Easter Day marked the return of the meat diet. For some, it could not come too soon. At Nettleham, just outside Lincoln, in the late fourteenth century, the rector provided eggs and bacon (collops, slices of ham) for his parishioners before Mass that day, to the consternation of his bishop: the convention was that food was not to be eaten until after the first Mass of the day had been said. There were in addition some special foods in elite households. A lamb – pointedly recalling the resurrection of Christ, the lamb of God – featured on the tables of bishops on Easter Day (there is a shift, here, in food terms – lamb was Passover food, that is, what Christ had probably eaten at the Last Supper; illuminations of this meal in medieval prayer books, however, have Lenten fare – fish – on the table). The feast held by Richard Mitford, Bishop of Salisbury, at Easter 1407 – Sunday 27 March, like this year – included two lambs. These were ‘top table’ food: there were more than 80 people present, and there was in addition venison, veal and beef, pigs and piglets, as well as 20 capons and 48 young chickens (poussins). More than 500 eggs were consumed in the day’s food preparations. While the lamb might reflect the new availability of meat (and the ability to eat it after Lent), it also echoed a wider tradition in Western Christendom. Popes had distributed roast lamb at this time in the ninth century; but by the thirteenth century it had been replaced by a wax lamb, with the pope’s name impressed on it. The tradition of eating lamb was also more widely observed: Dame Katherine de Norwich had a lamb on Easter Day 1337.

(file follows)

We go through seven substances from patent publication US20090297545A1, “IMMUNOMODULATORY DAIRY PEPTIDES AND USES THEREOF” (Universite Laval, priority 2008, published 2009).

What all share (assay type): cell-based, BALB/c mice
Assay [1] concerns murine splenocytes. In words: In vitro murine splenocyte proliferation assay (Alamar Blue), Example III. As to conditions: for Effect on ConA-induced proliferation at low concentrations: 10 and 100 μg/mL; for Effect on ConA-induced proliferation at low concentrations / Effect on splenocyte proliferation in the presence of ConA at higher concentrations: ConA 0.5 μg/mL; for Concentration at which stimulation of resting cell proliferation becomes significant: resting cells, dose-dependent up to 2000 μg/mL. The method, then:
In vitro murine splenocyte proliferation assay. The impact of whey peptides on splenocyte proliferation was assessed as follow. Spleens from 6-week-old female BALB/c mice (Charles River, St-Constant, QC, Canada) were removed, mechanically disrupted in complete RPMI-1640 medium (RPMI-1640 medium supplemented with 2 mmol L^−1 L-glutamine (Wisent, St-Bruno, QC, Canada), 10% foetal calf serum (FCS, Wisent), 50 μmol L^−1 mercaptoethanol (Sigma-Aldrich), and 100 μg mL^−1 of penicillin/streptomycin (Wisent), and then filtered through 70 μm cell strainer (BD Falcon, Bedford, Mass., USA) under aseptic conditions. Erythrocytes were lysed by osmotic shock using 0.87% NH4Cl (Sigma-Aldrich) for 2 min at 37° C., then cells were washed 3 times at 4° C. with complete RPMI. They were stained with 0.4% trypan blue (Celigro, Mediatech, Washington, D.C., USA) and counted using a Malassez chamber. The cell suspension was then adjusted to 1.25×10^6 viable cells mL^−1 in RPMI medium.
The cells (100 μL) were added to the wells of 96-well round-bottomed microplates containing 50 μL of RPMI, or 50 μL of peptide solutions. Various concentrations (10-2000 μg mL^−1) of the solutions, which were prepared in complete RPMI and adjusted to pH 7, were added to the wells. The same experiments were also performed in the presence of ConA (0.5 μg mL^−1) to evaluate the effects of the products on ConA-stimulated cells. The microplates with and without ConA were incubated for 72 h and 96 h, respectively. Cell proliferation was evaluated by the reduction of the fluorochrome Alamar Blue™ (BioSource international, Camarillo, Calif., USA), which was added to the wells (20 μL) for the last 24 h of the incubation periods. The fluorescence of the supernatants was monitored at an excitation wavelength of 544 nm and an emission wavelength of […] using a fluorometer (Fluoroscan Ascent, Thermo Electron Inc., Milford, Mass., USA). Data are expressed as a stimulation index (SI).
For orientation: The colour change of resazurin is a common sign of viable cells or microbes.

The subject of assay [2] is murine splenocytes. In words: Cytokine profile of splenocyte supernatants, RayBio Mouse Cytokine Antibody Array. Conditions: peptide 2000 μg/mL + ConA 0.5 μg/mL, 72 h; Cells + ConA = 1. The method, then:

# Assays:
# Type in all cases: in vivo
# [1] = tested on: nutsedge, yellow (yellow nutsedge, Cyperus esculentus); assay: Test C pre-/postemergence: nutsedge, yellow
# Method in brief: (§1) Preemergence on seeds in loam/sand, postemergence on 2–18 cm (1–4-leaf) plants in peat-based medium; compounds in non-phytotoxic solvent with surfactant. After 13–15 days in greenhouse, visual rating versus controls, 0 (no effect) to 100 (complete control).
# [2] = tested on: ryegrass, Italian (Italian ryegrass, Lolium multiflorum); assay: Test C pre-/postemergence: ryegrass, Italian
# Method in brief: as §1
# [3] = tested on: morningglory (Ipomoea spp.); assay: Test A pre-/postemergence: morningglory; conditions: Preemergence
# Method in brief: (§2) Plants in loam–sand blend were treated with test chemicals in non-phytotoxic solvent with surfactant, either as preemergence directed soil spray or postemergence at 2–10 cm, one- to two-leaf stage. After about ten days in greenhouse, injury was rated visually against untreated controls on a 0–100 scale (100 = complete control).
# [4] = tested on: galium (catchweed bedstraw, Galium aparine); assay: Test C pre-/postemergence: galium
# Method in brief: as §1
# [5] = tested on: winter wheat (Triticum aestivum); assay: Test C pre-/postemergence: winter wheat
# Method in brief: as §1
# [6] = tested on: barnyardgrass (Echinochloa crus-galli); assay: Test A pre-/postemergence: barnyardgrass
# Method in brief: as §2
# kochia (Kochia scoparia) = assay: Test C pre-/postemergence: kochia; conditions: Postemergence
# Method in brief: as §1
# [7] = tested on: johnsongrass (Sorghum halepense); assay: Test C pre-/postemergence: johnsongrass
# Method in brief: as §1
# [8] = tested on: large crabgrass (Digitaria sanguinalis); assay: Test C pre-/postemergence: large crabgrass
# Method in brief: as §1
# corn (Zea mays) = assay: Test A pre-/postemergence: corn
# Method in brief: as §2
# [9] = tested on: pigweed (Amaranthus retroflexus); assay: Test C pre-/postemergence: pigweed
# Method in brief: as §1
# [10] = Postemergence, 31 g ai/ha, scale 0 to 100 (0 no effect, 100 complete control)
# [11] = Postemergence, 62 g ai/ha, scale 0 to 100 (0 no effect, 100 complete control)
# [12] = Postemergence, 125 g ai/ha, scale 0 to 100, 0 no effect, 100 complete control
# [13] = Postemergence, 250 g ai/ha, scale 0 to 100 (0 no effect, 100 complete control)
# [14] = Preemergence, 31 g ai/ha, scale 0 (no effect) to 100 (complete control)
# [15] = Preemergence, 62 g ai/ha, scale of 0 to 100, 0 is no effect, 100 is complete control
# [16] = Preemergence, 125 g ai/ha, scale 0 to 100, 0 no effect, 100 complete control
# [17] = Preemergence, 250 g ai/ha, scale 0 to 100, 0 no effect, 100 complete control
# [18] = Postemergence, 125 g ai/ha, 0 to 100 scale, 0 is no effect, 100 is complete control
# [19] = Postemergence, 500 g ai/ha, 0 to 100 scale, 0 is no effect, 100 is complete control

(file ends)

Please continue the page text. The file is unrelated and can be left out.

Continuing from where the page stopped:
What about the experience of eating this food? The lamb was almost certainly roasted: medieval cookbooks have little in the way of separate recipes for lamb, but roasting was a prestigious way of presenting meats at table. Much of medieval elite cuisine embraced display as key component in what went on at table. Roast meats were carved in front of the lord or lady of the house, in elaborate routines. Fifteenth-century instructions permit the carver to lay his left hand on joints of beef or mutton when carving (venison was not to be touched by hand at all). A key element in the late medieval meal were the sauces that were to be served with meats. Great emphasis was laid on their preparation: a cook’s ability to make sauces made him highly prized. There were also specialist saucerers: the English royal household had a special department, the saucery, from at least the thirteenth century. Servants were expected to know which sauces went best with each meat and which suited the lord’s taste. Mustard was held to go well with beef or powdered mutton – that is either lightly salted or dusted with spices. Ginger sauce was recommended for lamb. And if we turn to the accounts of Dame Katherine de Norwich’s household we find purchases for Easter of both mustard and ginger. The great cookbook written for Richard II of England, The Forme of Cury, tells us that ginger sauce was made with vinegar, salt and powdered ginger, with ground breadcrumbs to thicken it. These sauces came to table in separate dishes ‒ saucers. These sharp, acidic and spiced sauces were one of the hallmarks of medieval elite cuisine across Europe. The Easter holiday was an exceptional occasion not only for the celebration of Christ’s resurrection, but also for the enjoyment of food.
C. M. Woolgar is professor of history and archival studies at the University of Southampton and editor of the Journal of Medieval History. He lives in Hampshire, UK.